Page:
Developer: Runic Games
Publisher: Perfect World
More Info: PC, RPG, Runic Games, Torchlight 2
We’d better get one thing out in the open before going any further with this review: I liked Diablo 3. I liked the streamlining, the slickness, the polish, the skill synergies; I liked the way it felt and the way it played. You could (probably justifiably) say that it didn’t have much in the way of an endless endgame, but that wasn’t something I was really looking for when I went into it. So, y’know, that’s me. I liked it.
If you didn’t like Diablo 3, then I’d hazard a guess that Torchlight 2 will probably be more up your alley, particularly if your alley happens to go from Diablo 2 Boulevard to Torchlight Avenue.
Make no mistake, Torchlight 2 is a game in which you click on monsters and then click on loot. You click to move down a corridor, then you click to kill a monster, then you click to open a chest, then you click to scoop up the resultant geyser of treasure, which is usually so bountiful it’s often reminiscent of what would happen if King Midas suffered bulimia. Seriously. Look down.
In short, if you’ve played just about any other ARPG then you’ve got a pretty good idea of how the game’s basics work.
This time around we’ve got four classes to choose from – the gun-toting Outlander, the melee-focused Berserker, the glass-cannon Embermage, and the tank-like Engineer – but, honestly, trying to pigeonhole any of them is surprisingly difficult. I described the Engineer as tank-like, which is true as they have a number of skills devoted to using a sword and shield combination. They also have plenty of skills focused on two-handed weapons, or can instead equip a cannon and use a plethora of robotic devices to support them. Classes are heavily customisable through the variety of skills they have available, and it’s entirely likely that your Embermage will look and fight nothing like mine, who – by level 50 – resembled a polychromatic pinwheel of death.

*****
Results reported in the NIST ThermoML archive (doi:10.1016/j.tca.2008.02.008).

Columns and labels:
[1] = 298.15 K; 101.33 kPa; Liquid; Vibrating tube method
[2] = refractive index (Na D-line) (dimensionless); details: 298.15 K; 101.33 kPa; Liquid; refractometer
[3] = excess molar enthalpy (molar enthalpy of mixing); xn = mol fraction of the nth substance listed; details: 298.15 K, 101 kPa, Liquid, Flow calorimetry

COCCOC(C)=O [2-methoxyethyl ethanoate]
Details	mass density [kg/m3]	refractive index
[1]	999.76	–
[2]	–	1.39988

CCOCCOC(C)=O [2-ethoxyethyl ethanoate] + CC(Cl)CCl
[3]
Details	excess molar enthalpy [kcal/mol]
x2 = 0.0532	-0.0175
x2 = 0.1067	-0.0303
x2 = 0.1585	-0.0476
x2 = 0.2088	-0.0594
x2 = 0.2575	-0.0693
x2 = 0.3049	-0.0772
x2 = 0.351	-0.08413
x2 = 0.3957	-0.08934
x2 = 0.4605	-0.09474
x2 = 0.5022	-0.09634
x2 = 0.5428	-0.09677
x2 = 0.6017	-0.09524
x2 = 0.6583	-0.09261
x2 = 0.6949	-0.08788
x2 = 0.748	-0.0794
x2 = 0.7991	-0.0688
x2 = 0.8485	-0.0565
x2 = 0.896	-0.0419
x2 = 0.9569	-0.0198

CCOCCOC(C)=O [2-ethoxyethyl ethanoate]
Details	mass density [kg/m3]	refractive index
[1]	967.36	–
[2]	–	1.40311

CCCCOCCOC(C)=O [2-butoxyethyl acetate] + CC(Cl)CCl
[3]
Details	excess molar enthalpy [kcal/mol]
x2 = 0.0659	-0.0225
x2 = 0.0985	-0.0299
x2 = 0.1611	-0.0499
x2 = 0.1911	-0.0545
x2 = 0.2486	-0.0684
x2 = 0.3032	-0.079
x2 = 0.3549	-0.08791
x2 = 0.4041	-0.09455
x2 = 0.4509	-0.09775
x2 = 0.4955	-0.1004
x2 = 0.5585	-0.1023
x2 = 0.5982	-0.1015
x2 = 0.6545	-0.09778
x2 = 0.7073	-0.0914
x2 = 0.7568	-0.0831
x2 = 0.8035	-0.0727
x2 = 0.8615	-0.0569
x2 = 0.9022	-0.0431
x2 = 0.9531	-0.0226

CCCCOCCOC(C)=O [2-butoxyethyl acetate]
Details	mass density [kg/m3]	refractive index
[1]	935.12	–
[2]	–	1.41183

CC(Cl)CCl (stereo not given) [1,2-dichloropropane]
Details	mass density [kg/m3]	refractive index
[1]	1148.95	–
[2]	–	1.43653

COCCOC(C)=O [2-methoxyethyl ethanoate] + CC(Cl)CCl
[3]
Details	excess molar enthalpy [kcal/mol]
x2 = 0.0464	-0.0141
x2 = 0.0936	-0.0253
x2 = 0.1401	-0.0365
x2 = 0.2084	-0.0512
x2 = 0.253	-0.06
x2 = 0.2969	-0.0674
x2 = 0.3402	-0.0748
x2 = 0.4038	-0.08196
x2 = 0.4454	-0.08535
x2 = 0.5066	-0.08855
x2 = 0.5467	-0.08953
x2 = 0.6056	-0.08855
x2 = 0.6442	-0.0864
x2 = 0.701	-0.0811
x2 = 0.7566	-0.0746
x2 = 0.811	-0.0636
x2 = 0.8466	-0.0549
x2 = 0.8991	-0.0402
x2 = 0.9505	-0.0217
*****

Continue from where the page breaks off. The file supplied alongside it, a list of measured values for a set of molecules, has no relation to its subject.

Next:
That said, once you’ve started customising your class, you’re kinda locked into it. Diablo 3 had you unlock skills gradually, automatically upgraded your stats with each level, and let you swap your active abilities in and out on the fly. Torchlight 2 has you assigning stat points and skill points manually, and the only nod it gives to respeccing is an option that lets you remove the last few skill points you picked. If you decide your build isn’t working for you, then you’re either going to have to start from scratch or simply stick with it and start assigning your skills in different ways. Anyone who used to restart Diablo 2 regularly when attempting to try and create the perfect build will doubtless be pleased, but anyone scared off by this shouldn’t be too worried: breaking your character seems remarkably difficult to do.
Levelling doesn’t take long, anyway. Torchlight 2 has nailed the pacing: you’ll gain levels fast enough that you never feel as though you’re grinding, but they’re far enough apart that they’re always meaningful. There are also usually a few levels between the “big” upgrades; you’ll spend four or five levels putting points into abilities you already have, slowly becoming more powerful, and then you’ll suddenly gain access to another three skills that may completely change the way you play.